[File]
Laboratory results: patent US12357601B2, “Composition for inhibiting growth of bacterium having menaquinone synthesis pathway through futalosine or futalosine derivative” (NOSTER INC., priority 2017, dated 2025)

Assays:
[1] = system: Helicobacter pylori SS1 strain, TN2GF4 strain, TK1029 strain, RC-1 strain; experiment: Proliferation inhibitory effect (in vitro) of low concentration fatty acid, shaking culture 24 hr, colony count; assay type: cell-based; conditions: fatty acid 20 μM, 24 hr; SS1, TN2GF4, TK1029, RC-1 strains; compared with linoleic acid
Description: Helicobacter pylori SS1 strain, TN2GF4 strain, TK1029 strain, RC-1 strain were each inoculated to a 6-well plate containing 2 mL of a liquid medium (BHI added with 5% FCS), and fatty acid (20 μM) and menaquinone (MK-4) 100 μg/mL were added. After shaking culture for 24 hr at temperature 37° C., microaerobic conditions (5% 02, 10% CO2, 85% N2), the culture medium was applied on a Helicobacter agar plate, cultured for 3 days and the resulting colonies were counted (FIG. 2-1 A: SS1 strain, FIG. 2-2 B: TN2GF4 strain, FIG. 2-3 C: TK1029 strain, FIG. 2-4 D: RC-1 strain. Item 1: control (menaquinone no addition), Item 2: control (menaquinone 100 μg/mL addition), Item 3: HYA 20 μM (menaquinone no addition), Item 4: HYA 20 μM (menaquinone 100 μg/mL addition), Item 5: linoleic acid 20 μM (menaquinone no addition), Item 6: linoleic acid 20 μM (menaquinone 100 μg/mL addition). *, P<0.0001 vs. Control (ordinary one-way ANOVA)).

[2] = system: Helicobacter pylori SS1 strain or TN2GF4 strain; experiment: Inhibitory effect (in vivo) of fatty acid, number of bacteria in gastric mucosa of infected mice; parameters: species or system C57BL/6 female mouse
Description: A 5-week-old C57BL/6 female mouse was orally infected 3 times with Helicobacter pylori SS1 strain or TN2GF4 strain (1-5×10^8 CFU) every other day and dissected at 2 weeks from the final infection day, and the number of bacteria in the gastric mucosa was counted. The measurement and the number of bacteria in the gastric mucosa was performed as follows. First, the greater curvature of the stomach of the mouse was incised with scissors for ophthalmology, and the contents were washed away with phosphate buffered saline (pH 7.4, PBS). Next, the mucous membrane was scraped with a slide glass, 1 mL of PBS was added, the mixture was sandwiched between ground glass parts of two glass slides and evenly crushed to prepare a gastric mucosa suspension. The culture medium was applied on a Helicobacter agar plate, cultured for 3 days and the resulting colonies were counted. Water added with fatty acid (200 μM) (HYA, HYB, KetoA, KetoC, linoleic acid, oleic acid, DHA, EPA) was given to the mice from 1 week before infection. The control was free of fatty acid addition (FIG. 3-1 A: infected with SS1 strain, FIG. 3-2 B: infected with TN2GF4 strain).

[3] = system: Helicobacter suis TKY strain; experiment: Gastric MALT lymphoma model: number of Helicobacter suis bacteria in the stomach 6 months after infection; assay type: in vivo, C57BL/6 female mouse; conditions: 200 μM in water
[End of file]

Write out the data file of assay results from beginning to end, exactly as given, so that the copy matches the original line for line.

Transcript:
Laboratory results: patent US12357601B2, “Composition for inhibiting growth of bacterium having menaquinone synthesis pathway through futalosine or futalosine derivative” (NOSTER INC., priority 2017, dated 2025)

Assays:
[1] = system: Helicobacter pylori SS1 strain, TN2GF4 strain, TK1029 strain, RC-1 strain; experiment: Proliferation inhibitory effect (in vitro) of low concentration fatty acid, shaking culture 24 hr, colony count; assay type: cell-based; conditions: fatty acid 20 μM, 24 hr; SS1, TN2GF4, TK1029, RC-1 strains; compared with linoleic acid
Description: Helicobacter pylori SS1 strain, TN2GF4 strain, TK1029 strain, RC-1 strain were each inoculated to a 6-well plate containing 2 mL of a liquid medium (BHI added with 5% FCS), and fatty acid (20 μM) and menaquinone (MK-4) 100 μg/mL were added. After shaking culture for 24 hr at temperature 37° C., microaerobic conditions (5% 02, 10% CO2, 85% N2), the culture medium was applied on a Helicobacter agar plate, cultured for 3 days and the resulting colonies were counted (FIG. 2-1 A: SS1 strain, FIG. 2-2 B: TN2GF4 strain, FIG. 2-3 C: TK1029 strain, FIG. 2-4 D: RC-1 strain. Item 1: control (menaquinone no addition), Item 2: control (menaquinone 100 μg/mL addition), Item 3: HYA 20 μM (menaquinone no addition), Item 4: HYA 20 μM (menaquinone 100 μg/mL addition), Item 5: linoleic acid 20 μM (menaquinone no addition), Item 6: linoleic acid 20 μM (menaquinone 100 μg/mL addition). *, P<0.0001 vs. Control (ordinary one-way ANOVA)).

[2] = system: Helicobacter pylori SS1 strain or TN2GF4 strain; experiment: Inhibitory effect (in vivo) of fatty acid, number of bacteria in gastric mucosa of infected mice; parameters: species or system C57BL/6 female mouse
Description: A 5-week-old C57BL/6 female mouse was orally infected 3 times with Helicobacter pylori SS1 strain or TN2GF4 strain (1-5×10^8 CFU) every other day and dissected at 2 weeks from the final infection day, and the number of bacteria in the gastric mucosa was counted. The measurement and the number of bacteria in the gastric mucosa was performed as follows. First, the greater curvature of the stomach of the mouse was incised with scissors for ophthalmology, and the contents were washed away with phosphate buffered saline (pH 7.4, PBS). Next, the mucous membrane was scraped with a slide glass, 1 mL of PBS was added, the mixture was sandwiched between ground glass parts of two glass slides and evenly crushed to prepare a gastric mucosa suspension. The culture medium was applied on a Helicobacter agar plate, cultured for 3 days and the resulting colonies were counted. Water added with fatty acid (200 μM) (HYA, HYB, KetoA, KetoC, linoleic acid, oleic acid, DHA, EPA) was given to the mice from 1 week before infection. The control was free of fatty acid addition (FIG. 3-1 A: infected with SS1 strain, FIG. 3-2 B: infected with TN2GF4 strain).

[3] = system: Helicobacter suis TKY strain; experiment: Gastric MALT lymphoma model: number of Helicobacter suis bacteria in the stomach 6 months after infection; assay type: in vivo, C57BL/6 female mouse; conditions: 200 μM in water